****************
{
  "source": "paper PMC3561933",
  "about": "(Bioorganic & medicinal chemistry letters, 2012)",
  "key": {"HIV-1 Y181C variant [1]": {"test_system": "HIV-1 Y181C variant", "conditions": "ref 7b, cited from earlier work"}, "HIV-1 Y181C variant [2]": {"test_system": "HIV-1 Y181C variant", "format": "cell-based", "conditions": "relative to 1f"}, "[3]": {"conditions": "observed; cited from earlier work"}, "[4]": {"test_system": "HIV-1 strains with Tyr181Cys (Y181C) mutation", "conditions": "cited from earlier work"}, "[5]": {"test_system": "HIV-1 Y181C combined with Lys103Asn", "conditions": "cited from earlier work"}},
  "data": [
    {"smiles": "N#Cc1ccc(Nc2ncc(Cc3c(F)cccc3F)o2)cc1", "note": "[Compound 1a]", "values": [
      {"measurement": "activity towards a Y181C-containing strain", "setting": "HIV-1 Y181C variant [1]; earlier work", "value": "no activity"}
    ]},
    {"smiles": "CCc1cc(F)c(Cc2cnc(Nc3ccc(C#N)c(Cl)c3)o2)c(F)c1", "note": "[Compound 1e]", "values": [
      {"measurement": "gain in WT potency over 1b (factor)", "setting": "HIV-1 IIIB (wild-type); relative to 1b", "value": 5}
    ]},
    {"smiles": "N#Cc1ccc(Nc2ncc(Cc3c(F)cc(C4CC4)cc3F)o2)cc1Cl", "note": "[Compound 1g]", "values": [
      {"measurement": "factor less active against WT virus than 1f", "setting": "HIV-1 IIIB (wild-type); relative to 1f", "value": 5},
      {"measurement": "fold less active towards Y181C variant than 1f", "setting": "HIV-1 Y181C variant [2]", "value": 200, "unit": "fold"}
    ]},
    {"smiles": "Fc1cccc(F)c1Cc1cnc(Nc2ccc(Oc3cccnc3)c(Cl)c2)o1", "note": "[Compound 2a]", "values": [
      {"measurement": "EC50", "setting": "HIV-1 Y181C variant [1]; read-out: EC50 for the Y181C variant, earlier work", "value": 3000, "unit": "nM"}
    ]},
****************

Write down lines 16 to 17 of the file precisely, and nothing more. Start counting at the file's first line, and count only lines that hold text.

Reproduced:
    {"smiles": "Fc1cccc(F)c1Cc1cnc(Nc2ccc(Oc3cccnc3)c(Cl)c2)o1", "note": "[Compound 2a]", "values": [
      {"measurement": "EC50", "setting": "HIV-1 Y181C variant [1]; read-out: EC50 for the Y181C variant, earlier work", "value": 3000, "unit": "nM"}